Saturday, July 21, 2018

Sermon: "to give an answer to him who asks"-

Plain Spiritual Admonition: From GOC parish priest: Fr. Photios Cooper in Portland, Oregon: From his parish bulletin: "Sermon for Apostles Peter and Paul"- about all of us being apostles, "to give an answer to him who asks"-


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Dan Everiss

Fri, Jul 20, 2018 at 1:09 PM

From: Fr. Photios Cooper <>
Sent: Thursday, July 19, 2018 1:30 AM
Subject: Sermon for Apostles Peter and Paul

Dearest Friends and beloved of Christ,

May the Lord's grace be with you in abundance!

Here is the sermon from this last Sunday, which was for the Feast of the Apostles Peter and Paul, marking the end of the Apostle's Fast.

I pray you are all well, and that God's grace is assisting you in carrying your crosses.

I will try to send out the homilies like these to those who were not able to make it to the Sunday liturgy.

Keep us all in your prayers.

In Christ,

Fr. Photios
The Sermon-

My friends, ~

We recently celebrated the Feasts of Sts.Peter and Paul, and also of all the Apostles and Disciples.

Our God, Who is so wondrous, started with but a few, and those few did so much. Like a small amount of yeast added to flour, the Church rose up from them.

My friends, it seems to me that Christ, when he told the Apostles to “go and make disciples of all nations, Baptizing them in the name of the Father and of the Son and of the Holy Spirit”, He gave them -and us- a most difficult task. 

We hear all the time from good priests and bishops, about the three-part praxis/practice of Orthodox spiritual life: fasting, prayer and almsgiving. As a priest, I see many, including myself, struggle to accomplish all these, and in various degrees of success. When a pastor tells his sheep to practice their Orthodoxy that they believe in, he hears grumbles, but also assurances that they will try harder. As time goes on, the fruit of their tree is borne, visible to him and progress is made.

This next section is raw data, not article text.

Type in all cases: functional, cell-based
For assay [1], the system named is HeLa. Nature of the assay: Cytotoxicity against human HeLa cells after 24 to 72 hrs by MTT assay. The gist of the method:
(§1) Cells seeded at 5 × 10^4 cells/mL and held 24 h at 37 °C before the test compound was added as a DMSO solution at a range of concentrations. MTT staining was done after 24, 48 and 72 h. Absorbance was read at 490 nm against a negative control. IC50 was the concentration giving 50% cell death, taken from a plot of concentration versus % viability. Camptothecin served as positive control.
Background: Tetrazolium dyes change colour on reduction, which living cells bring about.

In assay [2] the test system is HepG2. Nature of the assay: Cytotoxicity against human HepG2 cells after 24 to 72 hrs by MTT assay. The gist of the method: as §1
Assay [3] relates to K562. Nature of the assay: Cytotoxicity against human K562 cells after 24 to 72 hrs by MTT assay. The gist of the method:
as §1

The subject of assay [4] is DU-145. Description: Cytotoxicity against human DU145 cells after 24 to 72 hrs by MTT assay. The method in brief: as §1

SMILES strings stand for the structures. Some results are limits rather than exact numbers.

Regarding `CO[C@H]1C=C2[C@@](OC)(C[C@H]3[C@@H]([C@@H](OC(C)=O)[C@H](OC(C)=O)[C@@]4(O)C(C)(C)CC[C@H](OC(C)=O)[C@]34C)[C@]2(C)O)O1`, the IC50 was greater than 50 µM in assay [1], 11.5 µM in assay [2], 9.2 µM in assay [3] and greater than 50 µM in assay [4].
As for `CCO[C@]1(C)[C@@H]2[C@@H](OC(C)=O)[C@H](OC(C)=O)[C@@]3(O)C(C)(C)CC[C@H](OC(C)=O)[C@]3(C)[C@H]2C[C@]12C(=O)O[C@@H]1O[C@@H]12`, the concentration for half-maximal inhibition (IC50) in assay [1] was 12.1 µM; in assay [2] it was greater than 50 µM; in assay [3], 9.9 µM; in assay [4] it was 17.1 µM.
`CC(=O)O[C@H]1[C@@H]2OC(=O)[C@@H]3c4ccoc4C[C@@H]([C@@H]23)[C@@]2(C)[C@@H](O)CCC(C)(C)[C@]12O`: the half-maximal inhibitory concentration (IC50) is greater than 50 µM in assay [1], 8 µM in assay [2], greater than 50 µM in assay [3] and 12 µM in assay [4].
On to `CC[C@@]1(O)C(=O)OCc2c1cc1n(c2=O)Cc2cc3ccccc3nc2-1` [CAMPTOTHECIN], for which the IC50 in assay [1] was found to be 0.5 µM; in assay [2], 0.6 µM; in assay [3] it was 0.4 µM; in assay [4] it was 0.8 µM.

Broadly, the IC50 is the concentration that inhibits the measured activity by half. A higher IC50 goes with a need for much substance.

Let us go one further. When a pastor tells his flock that not only should they fast, pray and give alms, but that they should also evangelize and share their faith, he is met with either silence, or vocal disagreement. To share one’s faith it seems, is even more difficult than not eating turkey on western Christmas, or giving ten dollars instead of ten cents to a beggar. So they are either humbled into silence, or they are outraged that they should have to come out of their comfort zones and “do what the clergy were ordained for”.

Some, my friends, like Isaiah the Prophet, heard the word of the Lord asking them “Whom shall I send, and who will go unto this people?” and answered again like the Prophet saying, “Lo, here am I; send me.” The Prophets did so, the Apostles did so, and so have all the men and women you see in black robes. The Lord called them because the world needed them; it needed the spiritual healing that union with God brings. The world was backwards, backsliding and falling away. Is the world so very different from their times? Are we a more holy people? 

We who wear the black robes are not the only ones however, who are called to “go unto his people”. We are merely the tip of the spear, if you will. We are only the small part in the front of a greater mass that are all heading in the same direction. Every man, woman and child baptized into the faith of Christ is called to evangelize, to witness, to, as St. Peter says, “be ready always to give an answer to every man that asketh you a reason of the hope that is in you.”